SIT and 'good life' lure family 10,000km

19:43, Jul 08 2014
Benjamin Kim
HAPPY CAMPERS: Benjamin Kim, with his wife Hyun Heo, and his children, from left, Donna, 10, Donnette, 8, and Jun, 13, who moved from South Korea to Invercargill to study at the Southern Institute of Technology. 

It's a long way from Seoul to Invercargill - just ask Benjamin Kim.

The South Korean has shifted his family 10,000km across the world to study at the Southern Institute of Technology.

It was a big move, and one made in almost record time. Kim's wife suggested New Zealand as a destination for the family only in April.

Kim used to work in hotels, at one point managing a $1 billion property, and his wife, Hyun Heo, has a degree in mathematics.

However, Kim knew things needed to change when his family returned to South Korea to live after a long stint in Hawaii.

The couple's three children, Jun, 13, Donna, 10, and Donnette, 8, all enjoyed music, but in South Korea, the education system placed a heavy emphasis on academics, Kim said.


Children were often at school by 7am, not returning until 9pm or 10pm.

"I've been through [the system], my wife's been through it, but I don't want my kids to go through it," he said.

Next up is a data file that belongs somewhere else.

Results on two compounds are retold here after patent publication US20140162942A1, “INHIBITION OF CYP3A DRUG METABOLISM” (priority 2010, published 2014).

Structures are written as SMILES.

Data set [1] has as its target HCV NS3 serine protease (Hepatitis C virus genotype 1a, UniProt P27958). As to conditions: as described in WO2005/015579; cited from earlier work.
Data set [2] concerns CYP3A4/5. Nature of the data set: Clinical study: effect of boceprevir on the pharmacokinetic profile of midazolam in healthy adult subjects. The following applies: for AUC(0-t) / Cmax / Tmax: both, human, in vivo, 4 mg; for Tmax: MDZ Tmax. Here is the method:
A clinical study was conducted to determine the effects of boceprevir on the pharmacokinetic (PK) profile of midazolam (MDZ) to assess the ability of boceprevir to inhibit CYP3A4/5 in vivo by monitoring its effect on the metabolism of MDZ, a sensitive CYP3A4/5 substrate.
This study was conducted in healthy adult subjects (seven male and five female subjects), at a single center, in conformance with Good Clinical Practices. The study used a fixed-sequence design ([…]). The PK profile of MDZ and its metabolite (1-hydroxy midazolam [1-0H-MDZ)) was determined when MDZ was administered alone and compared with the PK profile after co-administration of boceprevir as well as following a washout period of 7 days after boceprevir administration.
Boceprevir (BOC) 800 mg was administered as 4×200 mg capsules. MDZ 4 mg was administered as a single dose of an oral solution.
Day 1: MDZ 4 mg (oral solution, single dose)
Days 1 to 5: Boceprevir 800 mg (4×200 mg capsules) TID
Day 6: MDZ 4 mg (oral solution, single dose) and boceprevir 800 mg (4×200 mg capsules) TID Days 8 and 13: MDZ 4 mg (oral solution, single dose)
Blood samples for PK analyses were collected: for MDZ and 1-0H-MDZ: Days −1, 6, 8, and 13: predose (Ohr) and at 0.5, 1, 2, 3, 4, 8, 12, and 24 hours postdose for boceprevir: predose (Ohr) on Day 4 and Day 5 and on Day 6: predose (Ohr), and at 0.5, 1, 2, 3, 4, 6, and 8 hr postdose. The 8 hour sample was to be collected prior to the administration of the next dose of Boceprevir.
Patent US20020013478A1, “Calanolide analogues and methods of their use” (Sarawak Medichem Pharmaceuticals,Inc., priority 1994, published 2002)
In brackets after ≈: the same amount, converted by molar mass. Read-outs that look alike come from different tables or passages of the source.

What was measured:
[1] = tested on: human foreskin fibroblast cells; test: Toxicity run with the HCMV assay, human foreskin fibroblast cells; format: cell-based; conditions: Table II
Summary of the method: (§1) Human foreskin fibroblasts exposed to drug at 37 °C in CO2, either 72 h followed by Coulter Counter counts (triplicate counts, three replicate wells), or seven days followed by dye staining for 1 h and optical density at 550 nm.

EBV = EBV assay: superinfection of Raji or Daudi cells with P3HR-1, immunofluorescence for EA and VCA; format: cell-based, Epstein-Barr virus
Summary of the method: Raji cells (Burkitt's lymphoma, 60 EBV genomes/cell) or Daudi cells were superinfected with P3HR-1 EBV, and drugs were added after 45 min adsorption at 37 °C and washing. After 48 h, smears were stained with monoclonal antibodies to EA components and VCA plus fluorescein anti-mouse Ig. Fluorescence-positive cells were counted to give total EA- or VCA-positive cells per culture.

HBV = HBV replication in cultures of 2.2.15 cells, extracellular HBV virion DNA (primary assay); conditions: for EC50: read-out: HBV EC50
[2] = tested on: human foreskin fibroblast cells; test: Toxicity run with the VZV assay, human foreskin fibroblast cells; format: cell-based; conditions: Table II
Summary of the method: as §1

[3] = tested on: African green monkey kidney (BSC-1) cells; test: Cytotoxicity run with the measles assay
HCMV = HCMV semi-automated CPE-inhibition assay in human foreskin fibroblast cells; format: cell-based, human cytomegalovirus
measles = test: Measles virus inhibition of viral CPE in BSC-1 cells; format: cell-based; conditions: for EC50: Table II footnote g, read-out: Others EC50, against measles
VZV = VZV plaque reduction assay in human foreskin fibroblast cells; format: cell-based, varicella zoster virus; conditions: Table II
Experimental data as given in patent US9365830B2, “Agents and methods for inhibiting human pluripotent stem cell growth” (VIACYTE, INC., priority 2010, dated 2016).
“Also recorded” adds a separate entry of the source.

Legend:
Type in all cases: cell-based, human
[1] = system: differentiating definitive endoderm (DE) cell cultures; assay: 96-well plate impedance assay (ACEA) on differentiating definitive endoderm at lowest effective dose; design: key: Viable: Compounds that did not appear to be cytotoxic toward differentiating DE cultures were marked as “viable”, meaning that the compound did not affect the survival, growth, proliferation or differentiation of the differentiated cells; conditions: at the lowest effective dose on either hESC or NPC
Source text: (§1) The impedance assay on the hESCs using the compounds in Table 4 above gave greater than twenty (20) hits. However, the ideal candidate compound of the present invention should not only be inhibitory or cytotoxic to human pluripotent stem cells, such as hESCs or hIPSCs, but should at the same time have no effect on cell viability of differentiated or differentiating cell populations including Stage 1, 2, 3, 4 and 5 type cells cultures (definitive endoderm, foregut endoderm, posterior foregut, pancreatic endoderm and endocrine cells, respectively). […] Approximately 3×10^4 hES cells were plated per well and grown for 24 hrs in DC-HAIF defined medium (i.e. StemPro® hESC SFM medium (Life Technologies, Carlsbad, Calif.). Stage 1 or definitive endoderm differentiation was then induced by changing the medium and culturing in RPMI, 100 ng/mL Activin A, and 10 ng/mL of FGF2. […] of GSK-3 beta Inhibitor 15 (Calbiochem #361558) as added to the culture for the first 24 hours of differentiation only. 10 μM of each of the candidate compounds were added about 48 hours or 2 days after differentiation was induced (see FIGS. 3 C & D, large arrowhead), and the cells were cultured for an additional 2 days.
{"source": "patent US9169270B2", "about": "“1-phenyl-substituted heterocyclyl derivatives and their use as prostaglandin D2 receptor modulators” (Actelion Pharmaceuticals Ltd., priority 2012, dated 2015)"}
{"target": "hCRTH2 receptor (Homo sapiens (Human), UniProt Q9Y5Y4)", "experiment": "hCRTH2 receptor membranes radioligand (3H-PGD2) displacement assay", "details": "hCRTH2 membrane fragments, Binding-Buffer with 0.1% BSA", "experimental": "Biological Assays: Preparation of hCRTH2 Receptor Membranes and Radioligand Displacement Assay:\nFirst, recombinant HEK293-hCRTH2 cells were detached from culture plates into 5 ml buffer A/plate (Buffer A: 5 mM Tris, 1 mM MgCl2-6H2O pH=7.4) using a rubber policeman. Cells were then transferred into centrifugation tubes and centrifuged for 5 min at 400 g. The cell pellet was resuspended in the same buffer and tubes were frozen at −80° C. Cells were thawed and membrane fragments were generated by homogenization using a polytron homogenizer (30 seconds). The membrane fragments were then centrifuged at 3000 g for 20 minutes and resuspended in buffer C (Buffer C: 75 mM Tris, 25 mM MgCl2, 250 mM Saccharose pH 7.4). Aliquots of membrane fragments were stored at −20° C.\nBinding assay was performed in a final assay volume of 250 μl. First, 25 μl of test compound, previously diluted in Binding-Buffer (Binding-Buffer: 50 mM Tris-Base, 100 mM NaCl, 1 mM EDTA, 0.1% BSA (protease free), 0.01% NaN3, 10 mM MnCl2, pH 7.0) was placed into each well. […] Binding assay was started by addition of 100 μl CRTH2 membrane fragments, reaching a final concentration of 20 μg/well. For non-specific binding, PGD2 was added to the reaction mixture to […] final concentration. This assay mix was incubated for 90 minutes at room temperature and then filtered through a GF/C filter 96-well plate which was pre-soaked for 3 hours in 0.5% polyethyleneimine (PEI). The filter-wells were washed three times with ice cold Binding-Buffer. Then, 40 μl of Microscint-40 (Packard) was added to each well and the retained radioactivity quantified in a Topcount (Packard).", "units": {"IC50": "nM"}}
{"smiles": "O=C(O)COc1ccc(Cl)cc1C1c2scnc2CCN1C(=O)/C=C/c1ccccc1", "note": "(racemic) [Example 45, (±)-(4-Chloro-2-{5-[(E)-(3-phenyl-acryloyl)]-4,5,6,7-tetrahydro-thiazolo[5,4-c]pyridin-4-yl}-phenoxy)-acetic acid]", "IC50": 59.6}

"Being smart doesn't give you a good life and happiness. I want them to be balanced."

Two months and four plane trips after his wife's suggestion, Kim and his family arrived in Southland, on a gloomy winter's day.

Kim is now working towards a post-graduate diploma in business enterprise at SIT, while his children enjoy the first week of the school holidays.

The Kims are just one of many overseas families choosing to make Southland, and its lifestyle, home while studying at the Southern Institute of Technology.

SIT marketing manager Chami Abeysinghe, herself a former international student at the polytechnic, said there were more than 700 international students enrolled at the end of June.

This translated to about 550 equivalent fulltime students (EFTS), up from 220 EFTS five years ago.

Almost half of these hailed from China, but more than 30 nationalities were represented in the student body, Abeysinghe said.

Students came from countries as diverse as Syria, France, Ireland and even North Korea to undertake a wide range of study programmes while at the polytechnic, she said.

Business and English are the most popular study options, but international students can be found in almost every classroom, whether it is for cookery, IT or music.

Last year, Venture Southland estimated international students across all education levels contributed more than $20m to the Southland economy.

Abeysinghe acknowledged the international student market was big business, but it was also competitive, she said.

New Zealand universities and polytechnics are not only competing against each other for students, but also against providers from across the world.

SIT had to make itself stand out from others, and also ensure it provided a caring service to its students, so the polytechnic's reputation spread overseas, she said.

As for the Kim family, their possessions are not scheduled to arrive from Korea for another few weeks.

For now, the five are enjoying camping out in their empty Rosedale house, and things look positive for the long term, Kim said.

"I think we'll enjoy it here."

The Southland Times